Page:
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Marilyn Monroe in a potato sack
06.06.2014
08:44 am

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Movies
Pop Culture

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Marilyn Monroe


 
The story behind this 1951 photoshoot appears to be contested. Some say it was a response to a journalist who criticized Monroe’s less-than-modest clothing, calling her “cheap” and “vulgar,” and saying she’d be better suited to a potato sack. Another, more complimentary version says the pictures were inspired by a comment that Monroe could make even a potato sack look good. Either way, it’s an endearingly defiant move on her part—eschewing her obvious bombshell typecasting to do something funny and kind of trashy. I can’t help but think John Waters would approve.

The pictures inspired an Idaho potato farmer to send her a whole sack of precious spuds, but Monroe never got to enjoy them, saying “There was a potato shortage on then, and the boys in publicity stole them all. I never saw one. It just goes to show why I always ask, ‘Can you trust a publicity man or can’t you?’ ”

Lines like that remind me of Monroe’s underappreciated wit and natural comedic talent, so I threw in an art-imitates-life clip from her role in the 1950 Bette Davis classic, All About Eve. It was a brief but memorable part very early in her career. She plays an aspiring actress—a wily girl with an ingenue’s disarming mannerisms—and she gets in some perfect one-liners on the self-importance of actors and boorishness of the industry.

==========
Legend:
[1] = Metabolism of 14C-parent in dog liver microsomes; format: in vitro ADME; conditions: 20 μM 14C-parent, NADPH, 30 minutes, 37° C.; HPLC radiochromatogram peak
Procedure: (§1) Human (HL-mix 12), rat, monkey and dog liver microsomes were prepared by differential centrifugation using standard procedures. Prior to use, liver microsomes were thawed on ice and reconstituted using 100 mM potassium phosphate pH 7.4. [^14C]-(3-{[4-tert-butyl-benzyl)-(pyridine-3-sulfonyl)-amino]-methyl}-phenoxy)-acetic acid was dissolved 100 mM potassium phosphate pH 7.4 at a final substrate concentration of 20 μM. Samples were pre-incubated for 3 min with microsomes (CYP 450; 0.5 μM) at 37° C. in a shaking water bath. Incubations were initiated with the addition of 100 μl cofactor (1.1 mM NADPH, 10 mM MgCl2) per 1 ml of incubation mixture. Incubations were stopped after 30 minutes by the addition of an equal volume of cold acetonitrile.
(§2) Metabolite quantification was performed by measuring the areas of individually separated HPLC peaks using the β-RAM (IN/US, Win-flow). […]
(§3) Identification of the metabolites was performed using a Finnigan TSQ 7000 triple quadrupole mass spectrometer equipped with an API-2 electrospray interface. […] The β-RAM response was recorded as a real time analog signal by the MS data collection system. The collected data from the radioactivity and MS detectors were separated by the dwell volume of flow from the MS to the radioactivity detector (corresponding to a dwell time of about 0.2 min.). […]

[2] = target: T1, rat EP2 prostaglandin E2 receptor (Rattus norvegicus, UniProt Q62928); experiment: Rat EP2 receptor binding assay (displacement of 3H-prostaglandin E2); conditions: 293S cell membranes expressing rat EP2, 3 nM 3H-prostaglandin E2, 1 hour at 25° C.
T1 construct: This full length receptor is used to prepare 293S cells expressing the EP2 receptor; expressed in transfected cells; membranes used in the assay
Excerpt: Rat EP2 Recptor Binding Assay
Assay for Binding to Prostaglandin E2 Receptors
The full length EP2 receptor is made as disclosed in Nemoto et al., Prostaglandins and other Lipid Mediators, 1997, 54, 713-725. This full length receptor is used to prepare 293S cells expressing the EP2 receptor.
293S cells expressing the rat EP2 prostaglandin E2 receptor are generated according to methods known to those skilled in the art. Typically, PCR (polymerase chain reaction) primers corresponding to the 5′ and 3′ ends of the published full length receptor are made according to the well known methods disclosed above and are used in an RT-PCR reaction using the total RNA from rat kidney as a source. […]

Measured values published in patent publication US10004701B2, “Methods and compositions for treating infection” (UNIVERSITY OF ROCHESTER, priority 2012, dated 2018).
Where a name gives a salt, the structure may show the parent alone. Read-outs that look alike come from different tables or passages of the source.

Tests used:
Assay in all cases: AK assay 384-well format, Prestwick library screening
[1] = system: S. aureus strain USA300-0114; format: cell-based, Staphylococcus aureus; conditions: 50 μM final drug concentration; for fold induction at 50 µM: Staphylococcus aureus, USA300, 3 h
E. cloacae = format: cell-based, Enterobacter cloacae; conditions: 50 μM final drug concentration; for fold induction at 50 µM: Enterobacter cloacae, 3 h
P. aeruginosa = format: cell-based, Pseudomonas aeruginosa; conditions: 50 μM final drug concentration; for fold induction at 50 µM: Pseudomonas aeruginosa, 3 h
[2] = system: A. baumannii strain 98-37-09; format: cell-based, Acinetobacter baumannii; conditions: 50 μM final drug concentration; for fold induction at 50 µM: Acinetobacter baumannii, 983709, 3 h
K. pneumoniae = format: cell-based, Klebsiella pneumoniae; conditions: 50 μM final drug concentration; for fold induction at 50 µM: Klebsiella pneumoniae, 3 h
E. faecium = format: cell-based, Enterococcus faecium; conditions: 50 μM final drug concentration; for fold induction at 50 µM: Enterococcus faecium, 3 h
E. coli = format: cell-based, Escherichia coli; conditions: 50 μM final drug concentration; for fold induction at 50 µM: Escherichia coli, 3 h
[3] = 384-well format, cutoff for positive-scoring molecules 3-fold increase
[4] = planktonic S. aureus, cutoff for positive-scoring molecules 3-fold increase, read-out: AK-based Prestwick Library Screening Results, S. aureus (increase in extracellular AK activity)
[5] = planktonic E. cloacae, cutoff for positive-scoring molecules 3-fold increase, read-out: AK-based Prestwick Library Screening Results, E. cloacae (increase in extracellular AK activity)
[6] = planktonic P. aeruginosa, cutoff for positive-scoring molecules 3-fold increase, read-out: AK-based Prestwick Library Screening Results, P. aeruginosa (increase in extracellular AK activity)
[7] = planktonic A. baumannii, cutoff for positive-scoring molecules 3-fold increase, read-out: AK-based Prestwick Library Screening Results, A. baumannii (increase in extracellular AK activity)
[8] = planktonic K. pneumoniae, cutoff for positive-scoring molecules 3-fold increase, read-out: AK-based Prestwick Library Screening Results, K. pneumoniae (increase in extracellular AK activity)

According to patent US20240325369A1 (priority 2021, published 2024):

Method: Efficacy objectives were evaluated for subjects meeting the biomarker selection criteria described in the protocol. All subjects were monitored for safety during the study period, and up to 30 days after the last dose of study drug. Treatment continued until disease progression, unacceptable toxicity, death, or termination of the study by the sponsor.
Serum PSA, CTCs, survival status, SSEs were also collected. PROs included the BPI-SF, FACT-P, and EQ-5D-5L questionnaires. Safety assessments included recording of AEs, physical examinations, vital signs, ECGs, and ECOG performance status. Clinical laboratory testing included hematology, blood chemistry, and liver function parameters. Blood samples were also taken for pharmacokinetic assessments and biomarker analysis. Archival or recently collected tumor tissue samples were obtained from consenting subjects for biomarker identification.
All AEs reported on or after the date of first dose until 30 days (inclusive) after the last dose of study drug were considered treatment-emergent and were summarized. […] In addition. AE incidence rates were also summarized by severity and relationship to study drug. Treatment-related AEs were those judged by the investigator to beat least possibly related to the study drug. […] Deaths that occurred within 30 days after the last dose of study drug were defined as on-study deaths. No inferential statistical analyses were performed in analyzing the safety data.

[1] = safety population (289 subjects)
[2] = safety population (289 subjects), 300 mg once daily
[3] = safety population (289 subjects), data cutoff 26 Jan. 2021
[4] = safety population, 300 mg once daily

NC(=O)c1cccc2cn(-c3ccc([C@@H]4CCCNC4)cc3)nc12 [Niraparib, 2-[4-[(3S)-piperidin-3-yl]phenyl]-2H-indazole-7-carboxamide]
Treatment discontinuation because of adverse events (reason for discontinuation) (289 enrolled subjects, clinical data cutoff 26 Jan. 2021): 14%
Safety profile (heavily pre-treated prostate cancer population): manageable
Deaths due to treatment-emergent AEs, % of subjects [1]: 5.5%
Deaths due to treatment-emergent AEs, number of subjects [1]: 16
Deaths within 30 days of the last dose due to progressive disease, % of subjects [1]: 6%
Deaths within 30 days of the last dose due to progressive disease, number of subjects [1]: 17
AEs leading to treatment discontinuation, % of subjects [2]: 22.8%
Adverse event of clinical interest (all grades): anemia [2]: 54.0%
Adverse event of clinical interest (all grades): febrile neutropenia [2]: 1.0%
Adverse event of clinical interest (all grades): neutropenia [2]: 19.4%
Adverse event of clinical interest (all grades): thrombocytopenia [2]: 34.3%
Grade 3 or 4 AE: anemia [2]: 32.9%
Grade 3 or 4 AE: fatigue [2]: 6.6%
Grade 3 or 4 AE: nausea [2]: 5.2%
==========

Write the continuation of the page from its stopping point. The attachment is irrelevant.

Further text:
H/T: Messy Nessy Chic
 

Posted by Amber Frost | Leave a comment
‘A very nice girl’: The day Marilyn Monroe met Dame Edith Sitwell
08.16.2013
08:40 am

Topics:
Literature
Movies

Tags:
Marilyn Monroe
Edith Sitwell

edithandmarilyn
 

In 1953 the quirky 66-year-old English poet Edith Sitwell was in need of cash and came to California to write a commissioned article about Hollywood. She had already toured the U.S. doing poetry readings with her brothers Osbert and Sacheverell in 1948. She came from a famously eccentric family and had established herself as a modern poet interested in experimenting with rhythm and word play. Her own unusual style of clothing, jewelry, and make-up was notorious and made her an easy target for her enemies (like Noel Coward). She wore her hair in a colorful turban and had elaborate, lush clothing made in Elizabethan designs, which she wore with large, chunky jewelry. Edith was not a conventionally attractive woman or interested in modern fashions.

So who did Edith’s magazine editors in Hollywood think it would be fun to introduce her to during her visit to Hollywood?

Marilyn Monroe.

They were expecting the two women to dislike each other, much like the time in 1992 when Camille Paglia was seated with Rush Limbaugh at the twenty-fifth anniversary black-tie party for 60 Minutes at the Metropolitan Museum of Art and ended up bonding over cigars and Scotch. Instead of giving the waiting photographers a good scandal, Edith and Marilyn hit it off immediately. Edith described Marilyn in her autobiography Taken Care Of:

In repose her face was at moments strangely, prophetically tragic, like the face of a beautiful ghost – a little spring-ghost, an innocent fertility daemon, the vegetation spirit that was Ophelia.

Marilyn was an autodidact but her intellectual curiosity and love of books were not considered consistent with her sex symbol image. Marilyn and Edith sat together chatting happily about Austrian philosopher, esoteric spiritual writer, and founder of anthroposophy Rudolf Steiner, whose books Marilyn had recently been reading.

Edith and Marilyn met up again in 1956 in London when Marilyn was there with her third husband, playwright Arthur Miller, filming The Prince and the Showgirl.